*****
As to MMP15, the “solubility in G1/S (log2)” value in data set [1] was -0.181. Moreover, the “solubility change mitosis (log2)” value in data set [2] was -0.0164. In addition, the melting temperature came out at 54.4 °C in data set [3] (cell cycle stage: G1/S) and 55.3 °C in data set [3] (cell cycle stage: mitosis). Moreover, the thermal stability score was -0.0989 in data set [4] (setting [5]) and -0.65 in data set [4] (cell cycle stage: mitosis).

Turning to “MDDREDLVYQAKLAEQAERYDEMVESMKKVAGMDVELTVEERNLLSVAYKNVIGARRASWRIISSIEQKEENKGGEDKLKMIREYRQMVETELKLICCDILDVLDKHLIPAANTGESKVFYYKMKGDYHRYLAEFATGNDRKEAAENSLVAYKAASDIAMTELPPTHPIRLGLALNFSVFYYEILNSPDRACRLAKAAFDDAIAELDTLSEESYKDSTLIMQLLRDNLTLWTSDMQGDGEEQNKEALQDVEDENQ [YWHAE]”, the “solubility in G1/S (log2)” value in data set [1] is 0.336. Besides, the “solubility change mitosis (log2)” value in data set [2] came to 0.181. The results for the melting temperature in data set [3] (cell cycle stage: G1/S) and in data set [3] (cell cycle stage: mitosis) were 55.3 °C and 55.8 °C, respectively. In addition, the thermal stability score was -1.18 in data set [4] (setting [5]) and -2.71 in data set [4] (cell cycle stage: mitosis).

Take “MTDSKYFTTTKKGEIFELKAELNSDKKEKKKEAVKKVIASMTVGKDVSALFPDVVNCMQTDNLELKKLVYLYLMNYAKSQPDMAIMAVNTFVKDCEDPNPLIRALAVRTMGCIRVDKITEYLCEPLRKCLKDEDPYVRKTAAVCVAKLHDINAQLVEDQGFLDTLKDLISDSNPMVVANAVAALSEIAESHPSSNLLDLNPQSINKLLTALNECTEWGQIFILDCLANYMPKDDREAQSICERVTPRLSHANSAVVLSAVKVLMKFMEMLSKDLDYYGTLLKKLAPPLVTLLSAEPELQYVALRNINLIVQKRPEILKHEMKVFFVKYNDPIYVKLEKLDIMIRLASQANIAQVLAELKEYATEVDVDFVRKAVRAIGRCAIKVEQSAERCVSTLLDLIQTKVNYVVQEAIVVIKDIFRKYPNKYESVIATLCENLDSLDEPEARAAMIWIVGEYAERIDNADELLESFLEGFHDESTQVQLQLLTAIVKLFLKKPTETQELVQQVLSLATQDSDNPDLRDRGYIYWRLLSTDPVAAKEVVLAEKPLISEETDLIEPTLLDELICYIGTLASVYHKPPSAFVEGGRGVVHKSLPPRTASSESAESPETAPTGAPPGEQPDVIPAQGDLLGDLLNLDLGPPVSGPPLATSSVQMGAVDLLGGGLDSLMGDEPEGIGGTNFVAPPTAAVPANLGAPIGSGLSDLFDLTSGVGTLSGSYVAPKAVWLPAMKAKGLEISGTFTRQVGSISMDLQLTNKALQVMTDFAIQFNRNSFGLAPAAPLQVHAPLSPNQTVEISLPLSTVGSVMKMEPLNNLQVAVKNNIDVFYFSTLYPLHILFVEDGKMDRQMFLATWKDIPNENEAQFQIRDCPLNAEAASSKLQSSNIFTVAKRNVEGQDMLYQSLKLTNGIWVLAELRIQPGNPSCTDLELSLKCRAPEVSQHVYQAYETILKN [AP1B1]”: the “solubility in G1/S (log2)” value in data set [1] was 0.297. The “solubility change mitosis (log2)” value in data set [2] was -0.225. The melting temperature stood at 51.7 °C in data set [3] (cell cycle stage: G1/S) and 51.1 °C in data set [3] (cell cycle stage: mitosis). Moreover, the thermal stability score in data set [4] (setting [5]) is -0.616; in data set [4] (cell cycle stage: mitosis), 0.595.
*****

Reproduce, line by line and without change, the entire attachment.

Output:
As to MMP15, the “solubility in G1/S (log2)” value in data set [1] was -0.181. Moreover, the “solubility change mitosis (log2)” value in data set [2] was -0.0164. In addition, the melting temperature came out at 54.4 °C in data set [3] (cell cycle stage: G1/S) and 55.3 °C in data set [3] (cell cycle stage: mitosis). Moreover, the thermal stability score was -0.0989 in data set [4] (setting [5]) and -0.65 in data set [4] (cell cycle stage: mitosis).

Turning to “MDDREDLVYQAKLAEQAERYDEMVESMKKVAGMDVELTVEERNLLSVAYKNVIGARRASWRIISSIEQKEENKGGEDKLKMIREYRQMVETELKLICCDILDVLDKHLIPAANTGESKVFYYKMKGDYHRYLAEFATGNDRKEAAENSLVAYKAASDIAMTELPPTHPIRLGLALNFSVFYYEILNSPDRACRLAKAAFDDAIAELDTLSEESYKDSTLIMQLLRDNLTLWTSDMQGDGEEQNKEALQDVEDENQ [YWHAE]”, the “solubility in G1/S (log2)” value in data set [1] is 0.336. Besides, the “solubility change mitosis (log2)” value in data set [2] came to 0.181. The results for the melting temperature in data set [3] (cell cycle stage: G1/S) and in data set [3] (cell cycle stage: mitosis) were 55.3 °C and 55.8 °C, respectively. In addition, the thermal stability score was -1.18 in data set [4] (setting [5]) and -2.71 in data set [4] (cell cycle stage: mitosis).

Take “MTDSKYFTTTKKGEIFELKAELNSDKKEKKKEAVKKVIASMTVGKDVSALFPDVVNCMQTDNLELKKLVYLYLMNYAKSQPDMAIMAVNTFVKDCEDPNPLIRALAVRTMGCIRVDKITEYLCEPLRKCLKDEDPYVRKTAAVCVAKLHDINAQLVEDQGFLDTLKDLISDSNPMVVANAVAALSEIAESHPSSNLLDLNPQSINKLLTALNECTEWGQIFILDCLANYMPKDDREAQSICERVTPRLSHANSAVVLSAVKVLMKFMEMLSKDLDYYGTLLKKLAPPLVTLLSAEPELQYVALRNINLIVQKRPEILKHEMKVFFVKYNDPIYVKLEKLDIMIRLASQANIAQVLAELKEYATEVDVDFVRKAVRAIGRCAIKVEQSAERCVSTLLDLIQTKVNYVVQEAIVVIKDIFRKYPNKYESVIATLCENLDSLDEPEARAAMIWIVGEYAERIDNADELLESFLEGFHDESTQVQLQLLTAIVKLFLKKPTETQELVQQVLSLATQDSDNPDLRDRGYIYWRLLSTDPVAAKEVVLAEKPLISEETDLIEPTLLDELICYIGTLASVYHKPPSAFVEGGRGVVHKSLPPRTASSESAESPETAPTGAPPGEQPDVIPAQGDLLGDLLNLDLGPPVSGPPLATSSVQMGAVDLLGGGLDSLMGDEPEGIGGTNFVAPPTAAVPANLGAPIGSGLSDLFDLTSGVGTLSGSYVAPKAVWLPAMKAKGLEISGTFTRQVGSISMDLQLTNKALQVMTDFAIQFNRNSFGLAPAAPLQVHAPLSPNQTVEISLPLSTVGSVMKMEPLNNLQVAVKNNIDVFYFSTLYPLHILFVEDGKMDRQMFLATWKDIPNENEAQFQIRDCPLNAEAASSKLQSSNIFTVAKRNVEGQDMLYQSLKLTNGIWVLAELRIQPGNPSCTDLELSLKCRAPEVSQHVYQAYETILKN [AP1B1]”: the “solubility in G1/S (log2)” value in data set [1] was 0.297. The “solubility change mitosis (log2)” value in data set [2] was -0.225. The melting temperature stood at 51.7 °C in data set [3] (cell cycle stage: G1/S) and 51.1 °C in data set [3] (cell cycle stage: mitosis). Moreover, the thermal stability score in data set [4] (setting [5]) is -0.616; in data set [4] (cell cycle stage: mitosis), 0.595.